Corona Australis is the topic of Part #7 of our image presentation, where we want to share the results from our astrophotography-trip to the Hacienda Los Andes in Chile.
Corona Australis (CrA) is a small constellation in the Southern Celestial Hemisphere, bordered by Sagittarius (Sgr) to the north, Scorpius (Sco) to the west, Telescopium (Tel) to the south, and Ara (Ara) to the southwest. It's Latin name means "southern crown" and it is the southern counterpart of Corona Borealis, the northern crown.
In the nothern part of the constellation we can find the Corona Australis Molecular Cloud, a dark molecular cloud with many embedded reflection nebulae, including NGC 6726, NGC 6727, NGC 6729 and IC 4812.
Sandqvist & Lindroos 42 (SLDN 42) is the beautiful dark cloud at the left edge of NGC 6726. A much more familiar object can be found in constellation Scorpius: The open star cluster M 6 (Butterfly Cluster) with a diameter of about 12 light years and a visual magnitude of about 4.2.
Another well known object is M 8 the Lagoon Nebula which is located in constellation Sgittarius. It is classified as an emission nebula and as an H II region. The Lagoon Nebula is one of only two star-forming nebulae which is faintly visible to the naked eye from the mid-northern latitudes. It's distance from earth is estimated between 4,000 - 6,000 light years an spans about 90' by 40' which equals a dimension of 110 by 50 light years. As many other nebulae it appears pink in color images but gray to the human eye (through binoculars or telescope).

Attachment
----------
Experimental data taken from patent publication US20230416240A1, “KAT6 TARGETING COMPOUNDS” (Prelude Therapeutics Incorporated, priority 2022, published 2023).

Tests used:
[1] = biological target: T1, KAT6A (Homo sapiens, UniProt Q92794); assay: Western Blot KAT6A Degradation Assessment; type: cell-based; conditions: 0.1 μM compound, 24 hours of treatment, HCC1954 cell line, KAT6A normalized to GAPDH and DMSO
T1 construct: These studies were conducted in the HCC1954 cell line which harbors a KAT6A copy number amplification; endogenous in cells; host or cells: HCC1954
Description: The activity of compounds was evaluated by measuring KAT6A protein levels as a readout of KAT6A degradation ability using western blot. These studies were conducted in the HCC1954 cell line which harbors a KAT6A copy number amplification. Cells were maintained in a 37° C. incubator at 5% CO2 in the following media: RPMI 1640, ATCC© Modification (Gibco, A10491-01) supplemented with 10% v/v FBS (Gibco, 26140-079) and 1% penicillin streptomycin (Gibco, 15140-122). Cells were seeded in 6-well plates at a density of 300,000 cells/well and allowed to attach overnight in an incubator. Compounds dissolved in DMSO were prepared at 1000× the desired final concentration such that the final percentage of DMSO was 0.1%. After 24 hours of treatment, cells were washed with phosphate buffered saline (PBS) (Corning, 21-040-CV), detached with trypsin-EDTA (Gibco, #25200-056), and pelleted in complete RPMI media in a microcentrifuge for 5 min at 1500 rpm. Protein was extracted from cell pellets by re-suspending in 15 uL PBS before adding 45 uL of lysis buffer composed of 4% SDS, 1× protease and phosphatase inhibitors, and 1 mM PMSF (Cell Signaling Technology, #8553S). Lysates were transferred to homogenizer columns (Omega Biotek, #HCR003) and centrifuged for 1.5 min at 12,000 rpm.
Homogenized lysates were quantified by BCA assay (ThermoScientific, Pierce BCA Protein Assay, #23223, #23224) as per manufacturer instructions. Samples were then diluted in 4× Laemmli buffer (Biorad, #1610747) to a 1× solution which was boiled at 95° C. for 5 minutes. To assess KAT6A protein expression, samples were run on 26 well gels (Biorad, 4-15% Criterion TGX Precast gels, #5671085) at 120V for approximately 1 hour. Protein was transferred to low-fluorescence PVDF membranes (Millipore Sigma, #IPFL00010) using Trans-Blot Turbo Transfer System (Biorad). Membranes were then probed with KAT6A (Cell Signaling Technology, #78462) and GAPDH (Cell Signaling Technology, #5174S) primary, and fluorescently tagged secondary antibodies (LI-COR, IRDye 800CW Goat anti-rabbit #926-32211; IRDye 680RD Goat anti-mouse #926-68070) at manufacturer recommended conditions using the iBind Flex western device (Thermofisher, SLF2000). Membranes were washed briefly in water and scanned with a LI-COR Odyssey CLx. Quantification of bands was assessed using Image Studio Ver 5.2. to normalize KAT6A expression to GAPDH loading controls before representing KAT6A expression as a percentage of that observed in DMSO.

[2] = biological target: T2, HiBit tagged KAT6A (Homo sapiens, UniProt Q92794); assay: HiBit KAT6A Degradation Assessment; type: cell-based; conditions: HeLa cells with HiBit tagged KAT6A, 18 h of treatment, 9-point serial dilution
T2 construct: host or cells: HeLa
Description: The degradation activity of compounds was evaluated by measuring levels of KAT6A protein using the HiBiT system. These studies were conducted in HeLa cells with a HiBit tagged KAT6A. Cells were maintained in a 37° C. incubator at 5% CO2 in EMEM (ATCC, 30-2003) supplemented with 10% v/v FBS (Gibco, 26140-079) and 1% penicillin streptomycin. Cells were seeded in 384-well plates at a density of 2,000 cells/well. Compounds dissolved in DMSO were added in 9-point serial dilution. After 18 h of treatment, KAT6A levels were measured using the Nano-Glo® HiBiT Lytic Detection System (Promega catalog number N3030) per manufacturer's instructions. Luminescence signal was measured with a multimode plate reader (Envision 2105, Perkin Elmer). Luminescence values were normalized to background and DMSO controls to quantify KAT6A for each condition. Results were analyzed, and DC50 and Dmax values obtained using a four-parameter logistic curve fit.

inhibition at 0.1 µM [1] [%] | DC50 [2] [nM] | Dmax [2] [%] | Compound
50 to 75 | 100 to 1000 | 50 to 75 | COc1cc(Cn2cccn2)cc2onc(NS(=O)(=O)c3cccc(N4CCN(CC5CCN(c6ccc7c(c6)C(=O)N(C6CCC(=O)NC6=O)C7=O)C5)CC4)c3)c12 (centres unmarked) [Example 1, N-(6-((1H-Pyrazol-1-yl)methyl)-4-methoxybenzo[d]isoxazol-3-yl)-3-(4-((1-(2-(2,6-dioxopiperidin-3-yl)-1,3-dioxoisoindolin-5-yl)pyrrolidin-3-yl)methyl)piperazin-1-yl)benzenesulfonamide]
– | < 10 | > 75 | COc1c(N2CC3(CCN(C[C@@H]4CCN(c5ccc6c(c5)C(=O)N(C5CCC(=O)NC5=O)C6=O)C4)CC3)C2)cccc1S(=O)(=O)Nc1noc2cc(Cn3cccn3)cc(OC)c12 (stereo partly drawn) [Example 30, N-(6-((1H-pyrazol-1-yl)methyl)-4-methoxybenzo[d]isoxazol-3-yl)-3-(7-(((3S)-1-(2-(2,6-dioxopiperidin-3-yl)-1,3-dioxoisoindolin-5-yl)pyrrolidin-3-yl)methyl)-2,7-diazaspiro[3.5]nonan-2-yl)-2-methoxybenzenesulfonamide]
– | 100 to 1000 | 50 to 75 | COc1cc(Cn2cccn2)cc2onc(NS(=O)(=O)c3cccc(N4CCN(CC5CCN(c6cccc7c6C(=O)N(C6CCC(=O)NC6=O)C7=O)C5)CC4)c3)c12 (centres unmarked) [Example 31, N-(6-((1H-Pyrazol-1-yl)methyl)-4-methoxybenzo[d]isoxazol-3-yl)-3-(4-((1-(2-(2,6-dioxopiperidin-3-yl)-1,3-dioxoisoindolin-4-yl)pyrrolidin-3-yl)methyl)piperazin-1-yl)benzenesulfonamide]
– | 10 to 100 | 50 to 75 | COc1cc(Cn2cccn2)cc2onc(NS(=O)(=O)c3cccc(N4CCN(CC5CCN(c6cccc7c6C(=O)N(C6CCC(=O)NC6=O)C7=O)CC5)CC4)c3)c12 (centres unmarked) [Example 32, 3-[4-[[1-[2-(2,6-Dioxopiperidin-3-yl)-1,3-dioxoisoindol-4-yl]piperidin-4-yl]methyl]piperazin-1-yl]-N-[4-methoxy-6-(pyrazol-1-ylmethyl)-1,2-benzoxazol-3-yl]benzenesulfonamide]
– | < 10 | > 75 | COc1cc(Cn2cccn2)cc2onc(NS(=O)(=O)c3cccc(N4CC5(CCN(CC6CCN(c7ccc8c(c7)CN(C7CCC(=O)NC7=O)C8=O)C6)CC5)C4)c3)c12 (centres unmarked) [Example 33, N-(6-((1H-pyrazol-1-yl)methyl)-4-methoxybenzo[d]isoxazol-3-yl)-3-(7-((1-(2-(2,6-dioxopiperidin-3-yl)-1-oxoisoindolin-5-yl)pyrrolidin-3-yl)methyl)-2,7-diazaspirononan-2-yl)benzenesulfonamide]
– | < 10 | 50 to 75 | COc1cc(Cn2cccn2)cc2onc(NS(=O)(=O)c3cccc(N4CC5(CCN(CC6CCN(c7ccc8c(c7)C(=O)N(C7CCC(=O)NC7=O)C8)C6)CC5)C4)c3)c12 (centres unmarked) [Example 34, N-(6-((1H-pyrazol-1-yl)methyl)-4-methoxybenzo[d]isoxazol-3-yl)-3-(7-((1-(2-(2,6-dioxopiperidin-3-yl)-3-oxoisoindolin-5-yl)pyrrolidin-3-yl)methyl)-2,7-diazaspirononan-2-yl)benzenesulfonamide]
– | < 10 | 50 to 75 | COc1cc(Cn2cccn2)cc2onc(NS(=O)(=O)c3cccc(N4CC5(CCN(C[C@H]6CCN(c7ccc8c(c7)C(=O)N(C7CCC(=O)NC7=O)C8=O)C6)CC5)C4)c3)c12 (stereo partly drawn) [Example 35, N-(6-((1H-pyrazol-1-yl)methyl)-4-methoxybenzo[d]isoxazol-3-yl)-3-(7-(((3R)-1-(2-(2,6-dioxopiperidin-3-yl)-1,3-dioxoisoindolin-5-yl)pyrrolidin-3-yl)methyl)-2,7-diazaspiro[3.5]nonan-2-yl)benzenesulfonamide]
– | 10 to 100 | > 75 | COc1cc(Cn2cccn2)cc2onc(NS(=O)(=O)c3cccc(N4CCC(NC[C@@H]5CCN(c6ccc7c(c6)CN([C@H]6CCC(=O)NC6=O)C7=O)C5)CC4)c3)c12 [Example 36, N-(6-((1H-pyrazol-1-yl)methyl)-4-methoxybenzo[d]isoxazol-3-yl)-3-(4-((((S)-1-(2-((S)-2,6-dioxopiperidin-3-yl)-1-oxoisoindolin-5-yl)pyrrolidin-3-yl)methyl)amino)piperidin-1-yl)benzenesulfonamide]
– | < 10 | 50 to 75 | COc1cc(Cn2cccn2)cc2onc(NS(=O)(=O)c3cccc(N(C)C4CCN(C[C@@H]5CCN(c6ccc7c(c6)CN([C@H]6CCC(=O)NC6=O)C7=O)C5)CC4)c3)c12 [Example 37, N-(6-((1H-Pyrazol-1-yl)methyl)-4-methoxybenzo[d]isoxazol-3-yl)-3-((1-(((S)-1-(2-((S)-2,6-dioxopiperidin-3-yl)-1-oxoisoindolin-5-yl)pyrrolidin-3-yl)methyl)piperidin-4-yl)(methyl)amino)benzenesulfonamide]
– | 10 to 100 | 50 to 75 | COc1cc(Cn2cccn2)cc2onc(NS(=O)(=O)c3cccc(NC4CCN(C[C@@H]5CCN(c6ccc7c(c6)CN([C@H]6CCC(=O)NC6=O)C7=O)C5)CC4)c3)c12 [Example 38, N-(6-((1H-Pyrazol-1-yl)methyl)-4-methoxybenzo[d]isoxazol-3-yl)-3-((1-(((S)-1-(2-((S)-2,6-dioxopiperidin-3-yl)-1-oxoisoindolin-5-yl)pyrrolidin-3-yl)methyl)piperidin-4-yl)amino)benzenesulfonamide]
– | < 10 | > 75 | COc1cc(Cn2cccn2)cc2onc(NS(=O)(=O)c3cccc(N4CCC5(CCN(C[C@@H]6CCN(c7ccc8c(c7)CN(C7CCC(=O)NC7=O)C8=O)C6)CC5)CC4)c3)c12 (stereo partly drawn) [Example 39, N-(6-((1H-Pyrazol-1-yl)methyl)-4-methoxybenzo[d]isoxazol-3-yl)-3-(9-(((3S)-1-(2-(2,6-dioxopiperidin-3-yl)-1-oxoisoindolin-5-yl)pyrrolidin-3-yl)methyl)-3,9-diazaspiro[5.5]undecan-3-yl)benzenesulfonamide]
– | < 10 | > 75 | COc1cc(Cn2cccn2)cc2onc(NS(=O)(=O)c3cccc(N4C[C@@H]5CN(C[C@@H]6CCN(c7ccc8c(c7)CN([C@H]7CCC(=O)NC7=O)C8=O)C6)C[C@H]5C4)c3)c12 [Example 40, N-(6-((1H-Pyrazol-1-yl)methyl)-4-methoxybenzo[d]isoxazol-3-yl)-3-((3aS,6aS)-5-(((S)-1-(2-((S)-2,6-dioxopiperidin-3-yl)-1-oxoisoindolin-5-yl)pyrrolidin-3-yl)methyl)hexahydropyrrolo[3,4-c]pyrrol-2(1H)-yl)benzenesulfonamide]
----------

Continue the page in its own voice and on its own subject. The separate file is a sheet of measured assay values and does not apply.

Our series of constellation wide field images starts with an overview of the area of constellation Corona Australis (CrA). The next image shows the area of the well known constellation Scorpius (Sco) with it's brightest star Antares (Alpha Scorpii). And the last image shows the area of constellation Sagittarius (Sgr). As seen from the northern hemisphere, the constellation's brighter stars form an easily recognizable asterism known as the Teapot. Mentionable is the fact that Alpha Sagitarii with a magnitude of only 3.96 is not the brightest star of the constellation. Instead the brightest star is Epsilon Sagitarii at a magnitude of 1.85.
"Another great night" is the title of the following video made by our timelapse photographer Justin Kabaus. First some clouds are passing by, but then the sky clears up and you can enjoy the beauty of the Milky Way, the Magellanic Clouds and finally the sunrise in the morning: